• In the Talking Heads song "Air", the very air itself is an Eldritch Abomination. Wow. "Air hit me in the face. I run faster and faster... into the air. And I say to myself, 'What is happening to my skin? Where is that protection that I needed?' Air can hurt you too, air can hurt you too. Some people say not to worry 'bout the air. Some people never had experience with air. It can break your heart..."
  • "Azathoth" by Proto-Prog group Arzachel, which is about the Lovecraftian god of the same name.
  • The titular universe-devouring force in "The Great Annihilator" by Swans probably qualifies.
    • "The Seer Returns" seems to be from the perspective of one, or possibly one of its servants. "The Seer", despite being mostly instrumental, definitely sounds like one. "No Words/No Thoughts" could also be interpreted as describing one, though it's hard to tell with the Word Salad Lyrics.
  • "Iron Butterfly Theme", an instrumental piece about the birth and death of an "iron butterfly".
  • The music video for DYE's "Fantasy" apparently involves some teenage kids getting turned into abominations. One girl seemingly escapes, only to encounter the source of the mutations and Go Mad from the Revelation; the mere sight of it (it's MILES high) is enough of a Brown Note to make her eyeballs explode in flames.
  • The Fame Monster from Lady Gaga's concert performance of Paparazzi. Resembling a cross between an octopus and an anglerfish, it's terror personified, complete with tentacles. Still, not too much trouble if you've got a sparky bra on hand. Watch here.
  • Electronic Ambient group The Orb has a song called "A Huge Ever Growing Pulsating Brain That Rules From the Center of the Ultraworld". Apart from being a Long Title it's a good description of what an Eldritch Abomination isnote . The song itself is pretty soothing and strange in its own way.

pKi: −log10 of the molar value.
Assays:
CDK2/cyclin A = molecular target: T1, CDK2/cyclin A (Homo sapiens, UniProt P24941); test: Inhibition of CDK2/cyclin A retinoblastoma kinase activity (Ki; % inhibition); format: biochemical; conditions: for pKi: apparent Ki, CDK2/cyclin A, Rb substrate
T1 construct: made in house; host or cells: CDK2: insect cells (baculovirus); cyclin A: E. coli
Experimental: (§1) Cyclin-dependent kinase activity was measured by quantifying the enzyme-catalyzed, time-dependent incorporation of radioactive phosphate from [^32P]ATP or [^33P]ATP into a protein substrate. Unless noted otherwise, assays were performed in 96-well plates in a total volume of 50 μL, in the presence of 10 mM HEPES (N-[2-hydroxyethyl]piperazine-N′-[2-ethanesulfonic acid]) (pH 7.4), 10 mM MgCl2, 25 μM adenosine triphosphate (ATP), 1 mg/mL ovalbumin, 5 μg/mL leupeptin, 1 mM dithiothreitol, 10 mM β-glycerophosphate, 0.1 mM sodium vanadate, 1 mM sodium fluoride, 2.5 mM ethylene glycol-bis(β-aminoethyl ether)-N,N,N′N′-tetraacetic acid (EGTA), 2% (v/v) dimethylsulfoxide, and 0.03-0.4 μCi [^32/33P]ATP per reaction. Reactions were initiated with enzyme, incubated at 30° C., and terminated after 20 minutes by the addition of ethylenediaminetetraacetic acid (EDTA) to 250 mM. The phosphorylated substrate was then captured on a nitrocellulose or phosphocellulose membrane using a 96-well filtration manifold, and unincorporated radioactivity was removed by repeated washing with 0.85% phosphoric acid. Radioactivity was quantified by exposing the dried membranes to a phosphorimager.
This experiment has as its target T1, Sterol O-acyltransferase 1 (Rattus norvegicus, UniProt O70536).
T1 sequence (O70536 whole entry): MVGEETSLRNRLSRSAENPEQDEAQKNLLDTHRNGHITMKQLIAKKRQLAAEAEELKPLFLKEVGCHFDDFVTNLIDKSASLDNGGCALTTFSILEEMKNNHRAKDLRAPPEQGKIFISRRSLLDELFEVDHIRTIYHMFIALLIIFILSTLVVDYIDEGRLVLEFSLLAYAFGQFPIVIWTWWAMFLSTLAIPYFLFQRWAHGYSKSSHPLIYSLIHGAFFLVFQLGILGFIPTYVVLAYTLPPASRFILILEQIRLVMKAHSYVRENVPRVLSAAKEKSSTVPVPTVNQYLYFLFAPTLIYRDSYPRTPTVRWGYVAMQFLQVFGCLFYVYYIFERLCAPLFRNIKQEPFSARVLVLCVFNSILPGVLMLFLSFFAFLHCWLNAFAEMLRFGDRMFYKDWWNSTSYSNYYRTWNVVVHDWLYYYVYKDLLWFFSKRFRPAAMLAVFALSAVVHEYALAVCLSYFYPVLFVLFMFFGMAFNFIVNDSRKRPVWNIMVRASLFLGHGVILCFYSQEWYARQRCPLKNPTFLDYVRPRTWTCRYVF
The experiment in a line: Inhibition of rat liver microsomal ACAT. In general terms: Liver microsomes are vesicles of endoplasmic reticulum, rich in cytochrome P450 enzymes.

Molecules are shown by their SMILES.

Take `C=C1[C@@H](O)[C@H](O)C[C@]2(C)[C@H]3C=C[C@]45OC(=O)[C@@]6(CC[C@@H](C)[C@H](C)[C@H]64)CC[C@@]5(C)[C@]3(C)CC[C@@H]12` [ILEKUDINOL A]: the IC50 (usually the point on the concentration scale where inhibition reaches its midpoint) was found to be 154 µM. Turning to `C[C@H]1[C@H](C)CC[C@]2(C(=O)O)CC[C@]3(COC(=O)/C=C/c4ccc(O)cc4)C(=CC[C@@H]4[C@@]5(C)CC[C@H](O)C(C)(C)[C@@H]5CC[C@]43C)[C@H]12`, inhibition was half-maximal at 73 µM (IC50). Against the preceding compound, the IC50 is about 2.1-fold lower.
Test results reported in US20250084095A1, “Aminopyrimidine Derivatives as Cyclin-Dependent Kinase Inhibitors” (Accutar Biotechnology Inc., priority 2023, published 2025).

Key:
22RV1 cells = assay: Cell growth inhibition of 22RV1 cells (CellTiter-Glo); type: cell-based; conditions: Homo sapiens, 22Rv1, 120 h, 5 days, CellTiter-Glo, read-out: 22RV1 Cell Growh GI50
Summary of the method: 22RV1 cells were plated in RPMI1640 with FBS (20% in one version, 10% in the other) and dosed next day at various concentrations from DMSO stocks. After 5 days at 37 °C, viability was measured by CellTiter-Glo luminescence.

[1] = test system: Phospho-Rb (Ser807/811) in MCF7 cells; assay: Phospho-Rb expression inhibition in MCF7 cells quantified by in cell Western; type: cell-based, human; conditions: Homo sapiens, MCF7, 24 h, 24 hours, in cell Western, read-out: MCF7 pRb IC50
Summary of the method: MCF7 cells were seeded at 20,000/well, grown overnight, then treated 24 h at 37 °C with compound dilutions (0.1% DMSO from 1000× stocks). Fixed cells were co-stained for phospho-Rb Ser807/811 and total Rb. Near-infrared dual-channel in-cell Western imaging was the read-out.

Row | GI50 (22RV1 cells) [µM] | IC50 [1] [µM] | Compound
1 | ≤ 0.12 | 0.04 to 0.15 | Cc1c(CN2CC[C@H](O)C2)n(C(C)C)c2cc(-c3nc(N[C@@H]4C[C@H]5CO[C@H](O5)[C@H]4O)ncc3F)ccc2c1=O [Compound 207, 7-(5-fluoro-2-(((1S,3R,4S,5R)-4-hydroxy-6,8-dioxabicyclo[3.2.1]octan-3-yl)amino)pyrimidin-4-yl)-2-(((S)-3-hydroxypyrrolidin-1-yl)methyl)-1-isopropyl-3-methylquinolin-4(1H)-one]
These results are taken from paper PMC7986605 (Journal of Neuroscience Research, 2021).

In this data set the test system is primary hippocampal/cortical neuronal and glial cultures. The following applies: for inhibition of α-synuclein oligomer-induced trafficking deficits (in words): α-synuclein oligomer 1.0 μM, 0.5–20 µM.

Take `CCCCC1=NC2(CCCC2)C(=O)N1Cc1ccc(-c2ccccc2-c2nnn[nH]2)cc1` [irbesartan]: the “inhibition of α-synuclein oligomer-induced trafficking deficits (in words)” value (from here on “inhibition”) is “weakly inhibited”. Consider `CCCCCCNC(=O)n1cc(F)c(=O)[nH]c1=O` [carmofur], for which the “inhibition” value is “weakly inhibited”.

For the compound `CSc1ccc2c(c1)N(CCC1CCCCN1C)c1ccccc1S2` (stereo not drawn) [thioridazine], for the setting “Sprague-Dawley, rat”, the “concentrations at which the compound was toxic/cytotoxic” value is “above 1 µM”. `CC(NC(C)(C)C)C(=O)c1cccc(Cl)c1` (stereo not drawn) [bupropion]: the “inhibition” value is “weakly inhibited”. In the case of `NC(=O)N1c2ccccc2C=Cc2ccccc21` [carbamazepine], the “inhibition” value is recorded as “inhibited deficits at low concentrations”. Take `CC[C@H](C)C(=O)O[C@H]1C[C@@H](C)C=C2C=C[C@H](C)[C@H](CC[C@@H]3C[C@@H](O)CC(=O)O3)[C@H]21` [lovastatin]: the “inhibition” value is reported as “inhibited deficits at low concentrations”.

• The Creature Feature song "Fodder for the Elder Gods".
  • In MGMT's music video for "Kids" there are some seriously creepy monster things.
  • She'll find you and she'll kill you. She'll find you and she'll kill you. She'll find you and she'll kill you.
  • The giant disembodied hand referred to as The Presence from the Nine Inch Nails album Year Zero. Along with some other unknown entities, it arrives to "wipe this place clean" if humans don't stop killing the planet.
  • The Black Dahliah Murder's song "Thy Horror Cosmic" is about one.
  • Symphony of Science's "Monsters of the Cosmos" paints black holes as these.
  • Behind Space by In Flames
  • Whatever caused the light to go out in the Genesis song, "The Day The Light Went Out"
  • A tentacle-y entity, in The Men That Will Not Be Blamed For Nothing "Margate Fhtagn"
  • The Guy is revealed to be this in The Vengeful One. At the start of the video, he's a nebulous godlike entity watching the world fall apart, before getting fed up with it and taking action himself. By the time he's on Earth, he's essentially The Sacred Darkness given form, taking on the hooded, grinning shape that we all know and love.
  • The lyrical approach of Black Metal band Deathspell Omega tends to be to portray both God and Satan as this. Best summed up in this stanzanote  from "Chaining the Katechon":
    "We went to the trough, Lord.
    We went, bent and convulsed.
    We saw blood, Lord. It was glittering.
    You dispensed it and we drank it.
    We saw your image.
    The gap of your eyes and mouth is void.
    We went, bent, and convulsed.
    It broke us and dissolved us."
  • In Apocalypse:1992, the final song of Gloryhammer's second album Space 1992: Rise of the Chaos Wizards, the Evil Sorcerer Zargothrax tries to unleash Korviliath the Elder God from the 18th Hell Dimension, which would destroy the Universe.
  • The creature being summoned on the cover art of Incurso by Spawn of Possession, who also have a few examples in their lyrics as well.
  • Ludo's "Lake Pontchartrain" implies that the lake itself is one and lures people into it by creating fake drowning victims to call out to them, which the narrator's friends fell for. Although, the last verse implies the narrator just murdered his friends, probably dumped their bodies in the lake, and is making the whole story up to cover himself.

How well does it match the trope?

Example of:


Media sources: